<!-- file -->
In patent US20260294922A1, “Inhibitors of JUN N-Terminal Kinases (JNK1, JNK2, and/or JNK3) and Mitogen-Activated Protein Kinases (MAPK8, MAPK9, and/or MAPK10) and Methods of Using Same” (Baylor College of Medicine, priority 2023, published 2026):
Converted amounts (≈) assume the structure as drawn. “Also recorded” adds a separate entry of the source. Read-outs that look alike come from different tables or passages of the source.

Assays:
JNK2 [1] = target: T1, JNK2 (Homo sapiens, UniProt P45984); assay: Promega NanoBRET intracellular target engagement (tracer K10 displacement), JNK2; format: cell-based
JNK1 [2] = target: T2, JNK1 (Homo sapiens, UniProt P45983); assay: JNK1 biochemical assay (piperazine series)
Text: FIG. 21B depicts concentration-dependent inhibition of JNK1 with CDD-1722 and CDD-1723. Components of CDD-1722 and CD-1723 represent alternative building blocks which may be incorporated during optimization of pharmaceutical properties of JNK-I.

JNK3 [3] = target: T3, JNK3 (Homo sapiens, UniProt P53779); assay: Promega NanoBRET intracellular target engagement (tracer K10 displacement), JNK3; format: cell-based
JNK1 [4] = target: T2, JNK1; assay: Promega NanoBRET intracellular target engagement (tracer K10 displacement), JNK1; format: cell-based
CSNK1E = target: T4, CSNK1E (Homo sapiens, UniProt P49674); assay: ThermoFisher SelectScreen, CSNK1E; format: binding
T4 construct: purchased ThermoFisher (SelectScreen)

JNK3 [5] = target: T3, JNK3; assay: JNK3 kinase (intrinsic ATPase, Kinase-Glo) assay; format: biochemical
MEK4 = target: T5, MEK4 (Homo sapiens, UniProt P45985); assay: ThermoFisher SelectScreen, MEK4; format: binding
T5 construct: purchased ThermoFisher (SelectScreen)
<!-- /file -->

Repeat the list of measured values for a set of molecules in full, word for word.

In patent US20260294922A1, “Inhibitors of JUN N-Terminal Kinases (JNK1, JNK2, and/or JNK3) and Mitogen-Activated Protein Kinases (MAPK8, MAPK9, and/or MAPK10) and Methods of Using Same” (Baylor College of Medicine, priority 2023, published 2026):
Converted amounts (≈) assume the structure as drawn. “Also recorded” adds a separate entry of the source. Read-outs that look alike come from different tables or passages of the source.

Assays:
JNK2 [1] = target: T1, JNK2 (Homo sapiens, UniProt P45984); assay: Promega NanoBRET intracellular target engagement (tracer K10 displacement), JNK2; format: cell-based
JNK1 [2] = target: T2, JNK1 (Homo sapiens, UniProt P45983); assay: JNK1 biochemical assay (piperazine series)
Text: FIG. 21B depicts concentration-dependent inhibition of JNK1 with CDD-1722 and CDD-1723. Components of CDD-1722 and CD-1723 represent alternative building blocks which may be incorporated during optimization of pharmaceutical properties of JNK-I.

JNK3 [3] = target: T3, JNK3 (Homo sapiens, UniProt P53779); assay: Promega NanoBRET intracellular target engagement (tracer K10 displacement), JNK3; format: cell-based
JNK1 [4] = target: T2, JNK1; assay: Promega NanoBRET intracellular target engagement (tracer K10 displacement), JNK1; format: cell-based
CSNK1E = target: T4, CSNK1E (Homo sapiens, UniProt P49674); assay: ThermoFisher SelectScreen, CSNK1E; format: binding
T4 construct: purchased ThermoFisher (SelectScreen)

JNK3 [5] = target: T3, JNK3; assay: JNK3 kinase (intrinsic ATPase, Kinase-Glo) assay; format: biochemical
MEK4 = target: T5, MEK4 (Homo sapiens, UniProt P45985); assay: ThermoFisher SelectScreen, MEK4; format: binding
T5 construct: purchased ThermoFisher (SelectScreen)